¶ 23 On cross-examination, Wilson acknowledged that even after she discovered defendant had been arrested for murder, she still never contacted the police to provide them with any alibi information. Wilson and her cousin, Deontae Saunders, gave conflicting testimony regarding who helped Wilson up to her second-floor apartment after she returned home from the hospital. Wilson testified that when she arrived home, defendant and her sister helped her up the stairs to her apartment. In contrast, Saunders, testified that he, defendant, and Wilson's brother carried Wilson up the stairs to her apartment.

¶ 24 After being admonished by the trial court, defendant chose not to testify. Following closing arguments, the jury returned a verdict of guilty of first-degree murder. Defendant's posttrial motion for a new trial was denied. He was sentenced to 40 years' imprisonment. The trial court denied defendant's motion to reconsider his sentence. This appeal followed.

¶ 25 ANALYSIS

¶ 26 Defendant first raises a number of arguments relating to the State's re-cross-examination of defense witness Kimyona Taylor, an investigator with the public defender's office. None of the arguments warrant reversal.

¶ 27 Taylor was called as a defense witness to impeach Margaret Faulkner's credibility concerning her identification of defendant as one of the shooters. On direct examination, Taylor testified that on January 7, 2011, approximately a week before trial began, she spoke to Faulkner concerning the shooting. Taylor claimed she took written notes of the conversation, read them back to Faulkner and allowed her to read and review the notes. When Faulkner verified the notes reflected what she had said, she signed the notes. Taylor's testimony contradicted Faulkner's claim that she never reviewed the notes before signing them. Taylor's notes were introduced as an exhibit.

¶ 28 On cross-examination, Taylor was asked whether her conversation with Faulkner on January 7, 2011, was the first time she had spoken to Faulkner. Taylor answered, "[n]o, it's not the first time, " and then admitted that on December 14, 2009, she accompanied defense counsel to interview Faulkner. Taylor maintained she did not take any notes of the interview conducted in December 2009.

¶ 29 Taylor testified that during the January 7 interview, Faulkner told her Coley was one of the shooters, and that there was a second or "other" shooter, described as short and dark. Taylor testified she wrote down "other shooter" in her notes only because Faulkner claimed the police told her there were two shooters and showed her a photograph of a man whose name she did not recognize. Taylor acknowledged she never showed Faulkner a photograph of defendant during the interviews conducted in December 2009 or January 2011.

¶ 30 On redirect-examination, defense counsel elicited testimony from Taylor to the effect that Faulkner was a teenager, susceptible to suggestion. Taylor testified that when she interviewed Faulkner on January 7, 2011, she made an effort not to suggest to Faulkner what answers to give because Faulkner had already claimed the police suggested to her whom to pick out as the shooter. Taylor's testimony contradicted Faulkner's testimony that the police never suggested to her whom she should identify.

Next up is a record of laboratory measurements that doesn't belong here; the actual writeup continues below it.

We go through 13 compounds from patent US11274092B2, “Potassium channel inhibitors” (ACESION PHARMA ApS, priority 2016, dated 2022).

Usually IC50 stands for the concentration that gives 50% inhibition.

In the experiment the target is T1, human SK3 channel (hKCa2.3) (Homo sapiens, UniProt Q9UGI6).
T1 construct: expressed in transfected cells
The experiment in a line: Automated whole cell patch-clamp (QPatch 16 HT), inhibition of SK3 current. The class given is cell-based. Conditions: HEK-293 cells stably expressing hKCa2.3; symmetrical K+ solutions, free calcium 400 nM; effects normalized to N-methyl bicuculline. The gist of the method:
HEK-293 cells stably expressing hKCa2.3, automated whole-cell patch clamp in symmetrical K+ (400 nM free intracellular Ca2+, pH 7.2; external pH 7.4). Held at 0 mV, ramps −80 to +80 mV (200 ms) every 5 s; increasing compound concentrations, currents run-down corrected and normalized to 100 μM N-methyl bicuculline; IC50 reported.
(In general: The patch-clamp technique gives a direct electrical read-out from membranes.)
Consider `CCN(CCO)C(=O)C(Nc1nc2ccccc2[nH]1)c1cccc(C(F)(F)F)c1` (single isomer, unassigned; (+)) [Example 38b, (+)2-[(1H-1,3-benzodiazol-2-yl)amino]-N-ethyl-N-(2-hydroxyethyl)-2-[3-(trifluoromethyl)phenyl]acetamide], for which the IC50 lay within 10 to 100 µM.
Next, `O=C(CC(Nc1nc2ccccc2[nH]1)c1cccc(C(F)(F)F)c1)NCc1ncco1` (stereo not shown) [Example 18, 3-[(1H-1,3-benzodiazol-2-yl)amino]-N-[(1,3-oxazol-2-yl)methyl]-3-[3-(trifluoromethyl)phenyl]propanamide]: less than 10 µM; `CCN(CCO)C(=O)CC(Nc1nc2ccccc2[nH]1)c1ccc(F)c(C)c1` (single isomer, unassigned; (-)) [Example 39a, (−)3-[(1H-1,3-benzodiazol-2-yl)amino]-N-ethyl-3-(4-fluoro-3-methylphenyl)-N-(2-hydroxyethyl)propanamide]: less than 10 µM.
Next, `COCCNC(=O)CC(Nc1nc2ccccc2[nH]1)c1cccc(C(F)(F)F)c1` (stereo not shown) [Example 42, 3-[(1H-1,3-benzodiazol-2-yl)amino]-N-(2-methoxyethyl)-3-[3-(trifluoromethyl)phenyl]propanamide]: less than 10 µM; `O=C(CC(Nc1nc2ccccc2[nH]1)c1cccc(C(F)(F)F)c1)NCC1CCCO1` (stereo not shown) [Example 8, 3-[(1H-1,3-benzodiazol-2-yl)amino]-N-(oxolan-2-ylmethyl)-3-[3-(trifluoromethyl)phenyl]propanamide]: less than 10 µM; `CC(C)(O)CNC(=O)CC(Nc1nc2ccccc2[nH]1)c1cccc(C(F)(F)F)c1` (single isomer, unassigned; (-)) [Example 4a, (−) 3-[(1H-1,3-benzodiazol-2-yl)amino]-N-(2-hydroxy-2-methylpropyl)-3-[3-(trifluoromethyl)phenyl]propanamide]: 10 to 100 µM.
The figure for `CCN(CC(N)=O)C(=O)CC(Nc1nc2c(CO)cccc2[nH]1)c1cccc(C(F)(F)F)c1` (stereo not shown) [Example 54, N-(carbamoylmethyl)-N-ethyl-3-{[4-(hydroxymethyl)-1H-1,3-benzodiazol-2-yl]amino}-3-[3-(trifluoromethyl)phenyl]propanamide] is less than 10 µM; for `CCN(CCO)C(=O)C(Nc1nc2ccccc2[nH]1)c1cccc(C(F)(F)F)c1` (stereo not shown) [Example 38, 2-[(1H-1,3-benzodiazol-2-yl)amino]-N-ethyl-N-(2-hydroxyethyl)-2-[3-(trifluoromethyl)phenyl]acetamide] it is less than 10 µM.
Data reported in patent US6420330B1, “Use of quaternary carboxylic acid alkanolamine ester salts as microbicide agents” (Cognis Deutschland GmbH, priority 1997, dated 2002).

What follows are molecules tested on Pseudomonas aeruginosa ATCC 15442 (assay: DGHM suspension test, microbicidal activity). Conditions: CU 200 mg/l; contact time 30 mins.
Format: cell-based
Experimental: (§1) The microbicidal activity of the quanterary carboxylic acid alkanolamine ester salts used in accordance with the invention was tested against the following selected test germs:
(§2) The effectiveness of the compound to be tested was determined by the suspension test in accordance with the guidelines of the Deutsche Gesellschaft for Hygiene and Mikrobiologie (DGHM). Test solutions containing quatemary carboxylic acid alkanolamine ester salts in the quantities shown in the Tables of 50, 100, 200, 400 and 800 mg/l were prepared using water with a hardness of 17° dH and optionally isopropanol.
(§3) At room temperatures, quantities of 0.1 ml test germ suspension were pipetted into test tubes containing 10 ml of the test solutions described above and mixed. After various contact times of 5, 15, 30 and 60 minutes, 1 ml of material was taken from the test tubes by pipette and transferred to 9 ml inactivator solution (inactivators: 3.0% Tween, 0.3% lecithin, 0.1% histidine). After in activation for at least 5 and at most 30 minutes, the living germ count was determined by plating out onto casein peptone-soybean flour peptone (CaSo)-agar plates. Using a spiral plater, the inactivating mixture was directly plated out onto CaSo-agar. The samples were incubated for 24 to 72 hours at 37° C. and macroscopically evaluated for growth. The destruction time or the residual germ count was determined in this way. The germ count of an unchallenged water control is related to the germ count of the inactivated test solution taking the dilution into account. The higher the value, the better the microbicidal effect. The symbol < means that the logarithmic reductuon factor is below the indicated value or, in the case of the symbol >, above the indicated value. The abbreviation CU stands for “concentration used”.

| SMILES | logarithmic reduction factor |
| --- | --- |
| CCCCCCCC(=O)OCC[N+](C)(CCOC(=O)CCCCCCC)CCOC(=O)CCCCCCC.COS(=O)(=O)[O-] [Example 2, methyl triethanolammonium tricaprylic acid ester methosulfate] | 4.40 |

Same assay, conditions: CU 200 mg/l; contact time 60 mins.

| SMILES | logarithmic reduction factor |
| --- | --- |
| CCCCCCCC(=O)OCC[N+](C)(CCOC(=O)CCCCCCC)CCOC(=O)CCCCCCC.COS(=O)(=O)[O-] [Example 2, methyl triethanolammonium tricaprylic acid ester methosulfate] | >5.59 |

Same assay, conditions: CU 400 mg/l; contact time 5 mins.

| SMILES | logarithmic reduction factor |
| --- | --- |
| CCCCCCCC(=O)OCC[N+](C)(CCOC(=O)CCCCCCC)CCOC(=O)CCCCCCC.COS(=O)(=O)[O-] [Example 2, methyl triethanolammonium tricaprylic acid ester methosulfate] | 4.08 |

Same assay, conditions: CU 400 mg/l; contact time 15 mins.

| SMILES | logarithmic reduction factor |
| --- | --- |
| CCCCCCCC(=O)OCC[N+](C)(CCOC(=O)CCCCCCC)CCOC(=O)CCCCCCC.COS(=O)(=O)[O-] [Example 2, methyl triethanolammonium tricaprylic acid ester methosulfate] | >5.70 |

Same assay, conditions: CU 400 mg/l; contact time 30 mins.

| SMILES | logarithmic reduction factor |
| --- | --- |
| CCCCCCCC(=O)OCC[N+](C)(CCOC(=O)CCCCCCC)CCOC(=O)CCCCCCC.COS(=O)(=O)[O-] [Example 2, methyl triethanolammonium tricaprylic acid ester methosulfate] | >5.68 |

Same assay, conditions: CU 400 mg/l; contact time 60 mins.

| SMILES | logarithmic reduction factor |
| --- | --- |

¶ 31 Defense counsel then elicited the following testimony from Taylor regarding her interview with Coley conducted on January 6, 2011:

"Q. And did anything happen with respect to this case the day before you went to see Margaret Faulkner, January 7, 2011?
A. Yes.
Q. What was that?
A. I sat in on an interview of another individual on this case.
Q. And that would have been on January 6th of this year [2011]?
A. Correct.
Q. And who was that individual?
A. Jason Coley.
Q. And was it after that that you went back to Margaret Faulkner and asked her about the events, wrote your notes down and asked her to sign them?
A. Yes."

¶ 32 After these questions and answers, the State elicited the following on re-cross- examination:

"Q. Ms. Taylor, since you mentioned an interview that you had the day before with Jason Coley, I would like to ask you some questions about that now.
A. Okay.
Q. Did this interview take place here in the back of the courtroom?
A. Yes.
Q. And who was present for that interview?
A. Myself, attorney Ruth McBeth, attorney Kelly McCarthy, Jason Coley and an individual from the Illinois Department of Corrections.
Q. And of course you were taking notes during this interview of Jason Coley; is that correct?
A. No, I was not.
Q. Is this the first time that you had an opportunity to interview Jason Coley?
A. Yes, it was.
Q. And so obviously you also wanted to familiarize yourself with the case and the facts of the case, correct?
A. Yes."

¶ 33 The State showed Taylor a document purporting to be notes taken during Coley's interview. Taylor acknowledged she did not personally author the document, but added it accurately reflected her recollection of what Coley said during the interview. The State then noted that the document showed Coley stated four people, rather than three, participated in the shooting. Taylor acknowledged this, and when asked to elaborate, testified that Coley stated one person remained in the car, while the other three exited the vehicle to look for Johnson.